If, like me, you’ve spent more lazy afternoons than you care to remember channel-hopping from one “home makeover” TV show to the next, you may have been thrust against your will into a series of fantasies about how to improve dated wallpaper, shabby furniture and unloved spaces—all achievable, if only you could prise yourself off the couch.

 

When my growing family and I lived in our former residence, we decided to turn our gloomy, cobwebby basement into a brightly colored living area—somewhere for the kids to escape mom and dad. An increasing number of homeowners are relishing the hands-on challenge of fixing up their properties. If you’re the DIY type, or fancy yourself to be, the pleasure of recreating a living space, or creating a whole new area from scratch, is hard to beat. Even if you get professionals to do all the legwork, the inconvenience of having no functioning kitchen or bathroom for a few weeks is more than offset by the satisfaction obtained from overseeing the project.

 

Whatever your project, here are five important questions to ask before becoming fully consumed by your fix-up fantasies:

 

1. Why do you want to renovate?
Has your family outgrown your house? Or maybe you’re fixing it up to sell? For us, the decision to renovate and create our basement oasis was motivated as much by long-term thinking as short-term comfort. I knew that maximizing the square footage through renovation might significantly bump up the market value.

 

2. Will your renovation add value?
When it comes to return on investment, not all renovations are created equal. Consider resale value when planning your project, but don’t discount the value of your comfort. Our particular investment paid off in spades—not only did the value of our house (less the time and money actually spent on the renovations) outperform other properties in the neighborhood, but we got to enjoy our dream basement for three years before selling and using the profits to build and design our from-scratch dream house.

 

3. Could this renovation result in higher property taxes?
What many home improvers forget is that increasing your home’s fair market value can raise your property tax bill. Before you do anything, get in touch with your local assessor’s office to get an assessment. Whether your remodeling project would trigger an assessment depends on where you live, and what exactly is being remodeled or renovated: Check your local tax laws before embarking on your home makeover, so you can factor in the tax implications and plan accordingly.

 

4. How much can you realistically afford to spend?
Home facelifts, like actual facelifts, can be very expensive—most of us don’t have idle money lying around that we can tap into for such projects. When it comes to a big-ticket purchase, cash is obviously the cheapest option. That’s why it can be tempting to dip into your emergency fund but don’t forget—unless your ceiling is caving in, it’s not an emergency.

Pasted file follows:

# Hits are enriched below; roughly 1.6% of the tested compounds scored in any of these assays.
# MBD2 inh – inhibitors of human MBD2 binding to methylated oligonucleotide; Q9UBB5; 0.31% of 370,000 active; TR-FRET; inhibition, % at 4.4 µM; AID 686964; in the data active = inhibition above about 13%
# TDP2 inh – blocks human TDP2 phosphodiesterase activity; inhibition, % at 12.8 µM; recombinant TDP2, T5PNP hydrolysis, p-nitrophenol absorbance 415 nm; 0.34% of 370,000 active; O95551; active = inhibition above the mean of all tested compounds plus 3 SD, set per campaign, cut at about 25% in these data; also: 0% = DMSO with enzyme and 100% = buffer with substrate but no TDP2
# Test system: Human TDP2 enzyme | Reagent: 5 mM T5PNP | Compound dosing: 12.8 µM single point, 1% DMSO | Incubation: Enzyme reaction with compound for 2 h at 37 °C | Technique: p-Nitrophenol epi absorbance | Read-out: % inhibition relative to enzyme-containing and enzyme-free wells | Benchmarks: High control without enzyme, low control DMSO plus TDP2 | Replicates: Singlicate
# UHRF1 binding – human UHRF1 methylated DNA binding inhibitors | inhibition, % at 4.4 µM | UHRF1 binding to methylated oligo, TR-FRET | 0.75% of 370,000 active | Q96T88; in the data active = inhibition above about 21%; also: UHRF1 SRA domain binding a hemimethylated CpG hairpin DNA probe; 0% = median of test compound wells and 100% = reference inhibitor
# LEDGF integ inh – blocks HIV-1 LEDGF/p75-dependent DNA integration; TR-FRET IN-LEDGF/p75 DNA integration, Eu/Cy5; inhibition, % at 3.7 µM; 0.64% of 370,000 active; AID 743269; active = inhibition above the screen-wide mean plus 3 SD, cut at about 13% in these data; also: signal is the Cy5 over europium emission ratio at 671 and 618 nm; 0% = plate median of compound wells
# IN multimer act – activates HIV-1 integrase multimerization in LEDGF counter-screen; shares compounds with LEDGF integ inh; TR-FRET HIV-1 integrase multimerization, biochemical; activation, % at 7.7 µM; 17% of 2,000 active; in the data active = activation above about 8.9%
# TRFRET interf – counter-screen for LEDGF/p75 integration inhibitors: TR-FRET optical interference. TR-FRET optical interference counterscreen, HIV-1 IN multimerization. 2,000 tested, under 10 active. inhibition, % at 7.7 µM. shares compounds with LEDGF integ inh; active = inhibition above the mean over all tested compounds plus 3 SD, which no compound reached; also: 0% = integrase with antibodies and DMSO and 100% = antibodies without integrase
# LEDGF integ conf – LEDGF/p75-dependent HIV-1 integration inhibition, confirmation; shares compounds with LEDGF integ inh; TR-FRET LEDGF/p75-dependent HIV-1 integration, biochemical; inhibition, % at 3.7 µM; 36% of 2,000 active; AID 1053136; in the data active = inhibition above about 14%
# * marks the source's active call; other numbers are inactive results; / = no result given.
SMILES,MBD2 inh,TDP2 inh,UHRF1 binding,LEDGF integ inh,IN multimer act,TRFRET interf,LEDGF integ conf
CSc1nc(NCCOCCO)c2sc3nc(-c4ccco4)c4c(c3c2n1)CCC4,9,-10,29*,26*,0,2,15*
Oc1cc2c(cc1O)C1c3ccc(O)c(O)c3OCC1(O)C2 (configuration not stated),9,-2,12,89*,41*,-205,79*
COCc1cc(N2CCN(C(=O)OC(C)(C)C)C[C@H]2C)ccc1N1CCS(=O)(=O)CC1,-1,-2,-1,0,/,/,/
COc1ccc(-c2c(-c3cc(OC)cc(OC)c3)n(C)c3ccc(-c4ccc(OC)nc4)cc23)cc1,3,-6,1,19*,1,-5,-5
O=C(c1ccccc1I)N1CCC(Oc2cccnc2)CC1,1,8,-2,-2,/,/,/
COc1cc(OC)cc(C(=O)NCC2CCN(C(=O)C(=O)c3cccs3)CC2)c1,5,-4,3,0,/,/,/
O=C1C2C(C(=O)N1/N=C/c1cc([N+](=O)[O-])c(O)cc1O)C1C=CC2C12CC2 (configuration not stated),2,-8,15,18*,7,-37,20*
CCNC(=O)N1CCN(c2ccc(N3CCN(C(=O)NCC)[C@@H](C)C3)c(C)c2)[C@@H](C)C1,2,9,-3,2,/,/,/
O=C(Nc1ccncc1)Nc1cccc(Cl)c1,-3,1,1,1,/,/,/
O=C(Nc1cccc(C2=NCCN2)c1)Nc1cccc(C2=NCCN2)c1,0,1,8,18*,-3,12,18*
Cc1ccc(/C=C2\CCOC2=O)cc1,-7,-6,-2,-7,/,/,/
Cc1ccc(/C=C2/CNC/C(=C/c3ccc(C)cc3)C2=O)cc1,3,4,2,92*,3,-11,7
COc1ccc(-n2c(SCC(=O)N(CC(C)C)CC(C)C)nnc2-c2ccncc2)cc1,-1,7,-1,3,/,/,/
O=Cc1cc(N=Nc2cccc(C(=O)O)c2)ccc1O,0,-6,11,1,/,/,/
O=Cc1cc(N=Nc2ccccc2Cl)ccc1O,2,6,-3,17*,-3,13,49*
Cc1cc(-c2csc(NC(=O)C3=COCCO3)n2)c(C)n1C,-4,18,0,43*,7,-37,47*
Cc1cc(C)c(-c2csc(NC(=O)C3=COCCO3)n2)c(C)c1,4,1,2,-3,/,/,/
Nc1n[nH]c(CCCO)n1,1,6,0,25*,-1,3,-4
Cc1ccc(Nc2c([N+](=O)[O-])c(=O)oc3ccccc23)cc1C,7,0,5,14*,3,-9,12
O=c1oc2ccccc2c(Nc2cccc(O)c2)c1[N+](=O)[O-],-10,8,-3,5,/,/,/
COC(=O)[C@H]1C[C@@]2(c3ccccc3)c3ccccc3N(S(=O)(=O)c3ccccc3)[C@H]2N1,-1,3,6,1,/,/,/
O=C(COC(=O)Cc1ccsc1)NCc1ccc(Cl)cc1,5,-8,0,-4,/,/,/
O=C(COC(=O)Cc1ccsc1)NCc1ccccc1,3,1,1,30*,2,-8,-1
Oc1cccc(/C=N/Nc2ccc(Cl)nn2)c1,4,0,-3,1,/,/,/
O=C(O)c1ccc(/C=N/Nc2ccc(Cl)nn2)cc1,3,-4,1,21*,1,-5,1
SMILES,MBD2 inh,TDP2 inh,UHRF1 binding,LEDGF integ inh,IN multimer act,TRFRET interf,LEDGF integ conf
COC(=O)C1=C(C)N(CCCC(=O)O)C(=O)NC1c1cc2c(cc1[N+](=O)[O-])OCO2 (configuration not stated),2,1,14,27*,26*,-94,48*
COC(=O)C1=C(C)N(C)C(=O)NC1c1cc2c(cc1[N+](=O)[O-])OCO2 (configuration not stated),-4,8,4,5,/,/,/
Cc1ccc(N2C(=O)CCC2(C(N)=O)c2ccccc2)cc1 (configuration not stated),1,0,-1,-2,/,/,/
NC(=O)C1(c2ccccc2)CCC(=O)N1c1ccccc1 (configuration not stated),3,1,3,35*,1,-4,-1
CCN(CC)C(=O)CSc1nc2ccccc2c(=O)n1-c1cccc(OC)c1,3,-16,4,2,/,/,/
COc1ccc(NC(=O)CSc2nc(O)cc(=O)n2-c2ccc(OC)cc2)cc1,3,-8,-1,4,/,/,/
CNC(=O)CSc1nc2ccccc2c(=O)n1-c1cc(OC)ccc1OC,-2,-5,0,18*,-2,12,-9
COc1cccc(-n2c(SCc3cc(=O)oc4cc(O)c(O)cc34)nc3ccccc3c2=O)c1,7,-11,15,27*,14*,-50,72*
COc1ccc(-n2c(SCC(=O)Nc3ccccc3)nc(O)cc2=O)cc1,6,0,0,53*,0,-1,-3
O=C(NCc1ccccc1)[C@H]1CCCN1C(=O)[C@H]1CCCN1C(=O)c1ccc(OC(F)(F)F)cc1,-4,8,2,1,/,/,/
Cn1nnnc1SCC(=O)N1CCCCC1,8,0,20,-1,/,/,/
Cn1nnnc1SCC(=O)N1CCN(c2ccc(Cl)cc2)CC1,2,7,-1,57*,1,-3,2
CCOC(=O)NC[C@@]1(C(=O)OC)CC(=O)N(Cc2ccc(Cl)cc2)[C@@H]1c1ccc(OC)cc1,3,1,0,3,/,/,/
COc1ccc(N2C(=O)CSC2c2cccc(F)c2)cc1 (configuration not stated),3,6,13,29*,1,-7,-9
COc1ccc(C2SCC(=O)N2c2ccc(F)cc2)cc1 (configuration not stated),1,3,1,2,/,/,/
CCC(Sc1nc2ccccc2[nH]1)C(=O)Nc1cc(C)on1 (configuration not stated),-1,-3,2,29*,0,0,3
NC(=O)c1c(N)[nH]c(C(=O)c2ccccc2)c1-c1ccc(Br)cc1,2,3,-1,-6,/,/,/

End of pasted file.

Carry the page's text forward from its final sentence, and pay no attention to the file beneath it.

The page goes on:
5. How will you pay for it?
Borrowing money may be the only way to get your hands on the funds required to spruce up your space. Because homeowners have a substantial amount of collateral in the form of bricks and mortar, they can borrow on relatively favorable terms. Even better, you may be able to deduct the interest on your tax bill, providing the money is used for home renovations—consult your tax advisor. Here’s a look at the two most popular kinds of loan:

 

- HELOC (Home Equity Line of Credit)
If you want to borrow money periodically for home repairs or improvements, but don’t need a lump sum of cash all at once, consider a HELOC (pronounced hee-lock). Think of it as a pool you can dip into over an agreed term (say five years). Your borrowing power correlates directly to the equity you have built up in your home.

 

For instance, if you’ve paid off $100,000 of your home’s mortgage, you may be offered something like 85%, or an $85,000 line of credit (actual percentage depends on the lender and on your personal circumstances). You will only pay interest, of course, on the money you borrow, and for a set time period. With HELOCs, the interest rate is variable—meaning it can rise or fall, and you never know in advance how much interest you’ll owe.

 

There’s generally some flexibility around when you can repay your loan, though a monthly minimum will be expected, as with your credit card. But don’t bite off more than you can chew: The roof over your head could be taken away by a lender if you fail to make repayments.

 

- Home Equity Loan
If you want to borrow a lump sum at a fixed rate of interest with the same payments every month over a set period of time, then a straight home equity loan may fit your needs. Much like a mortgage, it comes with closing costs and may even carry a prepayment penalty, meaning you could be penalized if you pay back too much in any given month.

 

Once you’ve considered these points, you’ll be well prepared to begin making your dreams a reality.

 

While you can tap your biggest asset, using a HELOC or home equity loan to buy other aspirational purchases—a car, a vacation, for example—don’t have the potential to build wealth in the same way that home improvements do.

 

 

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